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Midnight Cowboy

Midnight Cowboy

By Patrick Samuel • May 20th, 2011
Static Mass Rating: 5/5
20th Century Fox Home Ent. 

Release date: May 2nd 2011
Certificate (UK): 18
Running time: 108 minutes

Year of production: 1969

Director: John Schlesinger

Cast: Dustin Hoffman, Jon Voight

Heard the one about the cowboy who walked into a bar? Some films you hear so much about that it feels as if you’ve seen them countless times already.

This was the case with Midnight Cowboy, a film which until a few nights ago I realised I had actually never seen before!

Midnight Cowboy

This 1969 multi-Oscar winner launched the careers of Dustin Hoffman and Jon Voight as serious actors and is considered the crowning glory in the career of its director, John Schlesinger. Along with Marathon Man (1976), both films approach the issue of homosexuality without it becoming a central theme as it would be in Schlesinger’s final film, the ill-conceived The Next Best Thing (1999), starring Madonna and Rupert Everett.

Although Midnight Cowboy’s title might lead you to believe it’s a western, it’s actually a gritty take on life in the Big Apple for a couple of homeless guys who form an unlikely friendship.

Joe Buck (Jon Voight) is a dishwasher from Texas who dreams of making it big. With his tall good looks and offbeat dress sense, he’s convinced he can make a fortune servicing the lonely and unsatisfied women of New York as a gigolo. His first client, Cass (Sylvia Miles), turns out not to have any money and tries to hustle the hustler instead.

Midnight Cowboy

Enrico ‘Ratso’ Rizzo (Dustin Hoffman) is an equally luckless character who offers to become Joe’s pimp and tries to find him clients both male and female.

Unfortunately Joe’s clients tend to take what they’re looking for but have a hard time coughing up the cash. It will take him a while before he learns to toughen up or at least enforce a “Pay First” policy.

Wrapped up in its narrative is also the story of how Joe came to leave his hometown. After falling hard for a girl who turned out to be town’s bicycle (everyone had a go) she’s then raped by a gang of hoodlums who also have their merry way with Joe. The next morning the traumatised girl’s only words place him squarely at the scene of the crime.

Midnight Cowboy

Midnight Cowboy, along with films like Bonnie and Clyde (1967), The Graduate (1976) and Easy Rider (1969) helped to usher in the “American New Wave”, a new breed of films with themes such as alienation, sex and drugs, rebelling against authoritarianism and a relentless search for freedom. In many ways, these films would go on to influence directors in the 1970’s, paving the way for Dirty Harry (1971) and Taxi Driver (1976), thereby becoming what is referred to as “The Last Golden Age of American Cinema”.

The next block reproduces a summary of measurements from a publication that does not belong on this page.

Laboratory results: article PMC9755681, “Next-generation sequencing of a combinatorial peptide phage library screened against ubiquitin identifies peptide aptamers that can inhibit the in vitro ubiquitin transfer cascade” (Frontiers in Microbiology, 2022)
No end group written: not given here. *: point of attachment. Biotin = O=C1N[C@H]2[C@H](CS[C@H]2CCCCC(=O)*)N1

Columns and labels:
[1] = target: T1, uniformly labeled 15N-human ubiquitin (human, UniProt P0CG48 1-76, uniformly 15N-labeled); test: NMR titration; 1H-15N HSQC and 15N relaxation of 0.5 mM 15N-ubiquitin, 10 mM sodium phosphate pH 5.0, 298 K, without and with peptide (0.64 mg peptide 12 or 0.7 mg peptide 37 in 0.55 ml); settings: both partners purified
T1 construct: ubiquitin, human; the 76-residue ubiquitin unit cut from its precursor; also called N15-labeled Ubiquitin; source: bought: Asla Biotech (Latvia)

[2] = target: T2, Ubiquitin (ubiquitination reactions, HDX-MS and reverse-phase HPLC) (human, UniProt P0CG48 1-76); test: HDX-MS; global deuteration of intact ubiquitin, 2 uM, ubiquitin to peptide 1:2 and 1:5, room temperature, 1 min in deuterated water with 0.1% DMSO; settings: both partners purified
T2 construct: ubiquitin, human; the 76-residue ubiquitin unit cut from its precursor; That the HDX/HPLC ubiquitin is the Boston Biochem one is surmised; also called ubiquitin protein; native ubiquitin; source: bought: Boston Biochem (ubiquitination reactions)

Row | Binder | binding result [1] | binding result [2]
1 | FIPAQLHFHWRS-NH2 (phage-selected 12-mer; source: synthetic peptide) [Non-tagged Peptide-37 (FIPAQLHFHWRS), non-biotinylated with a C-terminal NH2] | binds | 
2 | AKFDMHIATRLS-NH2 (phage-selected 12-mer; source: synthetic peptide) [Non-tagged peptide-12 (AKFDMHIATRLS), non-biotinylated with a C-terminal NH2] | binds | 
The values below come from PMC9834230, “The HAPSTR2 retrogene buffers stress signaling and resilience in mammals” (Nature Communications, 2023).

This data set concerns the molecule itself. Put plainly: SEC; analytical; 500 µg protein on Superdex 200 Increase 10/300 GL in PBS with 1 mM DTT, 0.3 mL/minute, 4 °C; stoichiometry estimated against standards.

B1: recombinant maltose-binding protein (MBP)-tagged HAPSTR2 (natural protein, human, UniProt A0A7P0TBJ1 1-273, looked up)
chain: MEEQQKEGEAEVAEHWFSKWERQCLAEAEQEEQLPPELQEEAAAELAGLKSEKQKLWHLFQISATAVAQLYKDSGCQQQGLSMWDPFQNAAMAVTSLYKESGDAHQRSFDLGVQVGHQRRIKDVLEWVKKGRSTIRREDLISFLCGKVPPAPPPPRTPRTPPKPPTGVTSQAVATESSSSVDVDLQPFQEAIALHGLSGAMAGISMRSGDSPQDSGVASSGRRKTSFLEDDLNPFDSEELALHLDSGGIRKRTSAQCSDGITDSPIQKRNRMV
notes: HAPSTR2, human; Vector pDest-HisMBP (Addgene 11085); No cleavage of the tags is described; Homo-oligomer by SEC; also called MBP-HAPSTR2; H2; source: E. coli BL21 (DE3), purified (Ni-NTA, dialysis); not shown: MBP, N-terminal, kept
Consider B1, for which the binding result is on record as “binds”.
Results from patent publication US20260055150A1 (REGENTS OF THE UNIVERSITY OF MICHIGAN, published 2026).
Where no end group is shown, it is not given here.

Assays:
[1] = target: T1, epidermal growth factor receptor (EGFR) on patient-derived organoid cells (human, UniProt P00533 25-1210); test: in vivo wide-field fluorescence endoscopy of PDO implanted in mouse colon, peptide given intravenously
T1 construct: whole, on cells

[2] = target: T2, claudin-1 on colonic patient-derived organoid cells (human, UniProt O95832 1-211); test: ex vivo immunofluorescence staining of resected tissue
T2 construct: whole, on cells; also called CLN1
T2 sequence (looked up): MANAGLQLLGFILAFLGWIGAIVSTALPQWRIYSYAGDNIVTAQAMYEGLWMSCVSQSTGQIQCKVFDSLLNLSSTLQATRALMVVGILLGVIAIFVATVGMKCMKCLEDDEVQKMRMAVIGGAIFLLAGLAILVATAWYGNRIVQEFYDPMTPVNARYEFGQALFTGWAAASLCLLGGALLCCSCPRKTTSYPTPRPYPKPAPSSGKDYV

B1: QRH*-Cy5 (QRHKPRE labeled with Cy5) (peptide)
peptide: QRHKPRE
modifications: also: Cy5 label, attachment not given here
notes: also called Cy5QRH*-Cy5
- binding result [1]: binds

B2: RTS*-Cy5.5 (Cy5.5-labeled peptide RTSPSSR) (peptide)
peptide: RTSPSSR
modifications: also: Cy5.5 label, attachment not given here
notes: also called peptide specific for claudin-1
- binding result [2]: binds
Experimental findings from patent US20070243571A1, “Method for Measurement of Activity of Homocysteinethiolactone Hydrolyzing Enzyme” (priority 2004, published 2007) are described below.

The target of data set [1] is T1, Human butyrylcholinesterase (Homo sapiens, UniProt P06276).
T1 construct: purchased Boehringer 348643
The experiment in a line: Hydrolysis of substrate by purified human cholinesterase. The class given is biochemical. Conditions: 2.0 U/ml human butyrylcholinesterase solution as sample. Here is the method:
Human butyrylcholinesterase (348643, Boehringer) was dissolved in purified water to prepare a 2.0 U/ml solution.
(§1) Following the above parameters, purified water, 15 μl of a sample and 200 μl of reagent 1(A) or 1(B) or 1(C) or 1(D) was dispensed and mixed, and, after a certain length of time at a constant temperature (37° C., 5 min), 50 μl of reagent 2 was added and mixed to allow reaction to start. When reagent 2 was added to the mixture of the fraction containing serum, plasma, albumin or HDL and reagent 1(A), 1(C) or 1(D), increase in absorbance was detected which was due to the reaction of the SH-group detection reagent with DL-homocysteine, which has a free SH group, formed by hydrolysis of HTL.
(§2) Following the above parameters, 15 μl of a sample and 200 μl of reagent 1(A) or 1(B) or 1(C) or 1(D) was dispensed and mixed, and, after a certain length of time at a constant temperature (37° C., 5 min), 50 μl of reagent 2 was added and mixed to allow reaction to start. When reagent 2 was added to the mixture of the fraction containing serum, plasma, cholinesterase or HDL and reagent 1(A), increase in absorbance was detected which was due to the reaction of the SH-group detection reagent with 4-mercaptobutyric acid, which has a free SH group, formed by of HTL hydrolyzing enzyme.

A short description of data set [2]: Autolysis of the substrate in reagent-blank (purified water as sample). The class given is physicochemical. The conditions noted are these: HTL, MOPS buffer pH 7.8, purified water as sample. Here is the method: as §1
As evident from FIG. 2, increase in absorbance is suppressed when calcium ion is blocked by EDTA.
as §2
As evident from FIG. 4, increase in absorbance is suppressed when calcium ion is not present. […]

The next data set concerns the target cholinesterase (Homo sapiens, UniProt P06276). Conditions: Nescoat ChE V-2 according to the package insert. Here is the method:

Laced with hallucinogenic flashbacks and sequences inspired by Andy Warhol, Midnight Cowboy hardly seems worth the praise today for it’s controversial topics and sexually explicit images, but the film is worth looking at in the context of the time it was made in.


  • Audio Commentary by producer Jerome Hellman
  • After Midnight: Reflecting On the Classic 35 Years Later (29.58)
  • Controversy and Acclaim (10.09)
  • Celebrating Schlesinger (9.35)

America was sending more troops to Vietnam, Muhammad Ali was stripped of his boxing world championship for refusing to be inducted into the US Army, and Martin Luther King was leading anti-war protests where draft cards were ceremoniously burned. Midnight Cowboy addresses, in its own way, a need to look for something better than what was being offered while at the same time, painting a picture of loneliness we can all identify with.

Patrick Samuel

Patrick Samuel

The founder of Static Mass Emporium and one of its Editors in Chief is an emerging artist with a philosophy degree, working primarily with pastels and graphite pencils, but he also enjoys experimenting with water colours, acrylics, glass and oil paints.

Being on the autistic spectrum with Asperger’s Syndrome, he is stimulated by bold, contrasting colours, intricate details, multiple textures, and varying shades of light and dark. Patrick's work extends to sound and video, and when not drawing or painting, he can be found working on projects he shares online with his followers.

Patrick returned to drawing and painting after a prolonged break in December 2016 as part of his daily art therapy, and is now making the transition to being a full-time artist. As a spokesperson for autism awareness, he also gives talks and presentations on the benefits of creative therapy.

Static Mass is where he lives his passion for film and writing about it. A fan of film classics, documentaries and science fiction, Patrick prefers films with an impeccable way of storytelling that reflect on the human condition.

Patrick Samuel ¦ Asperger Artist

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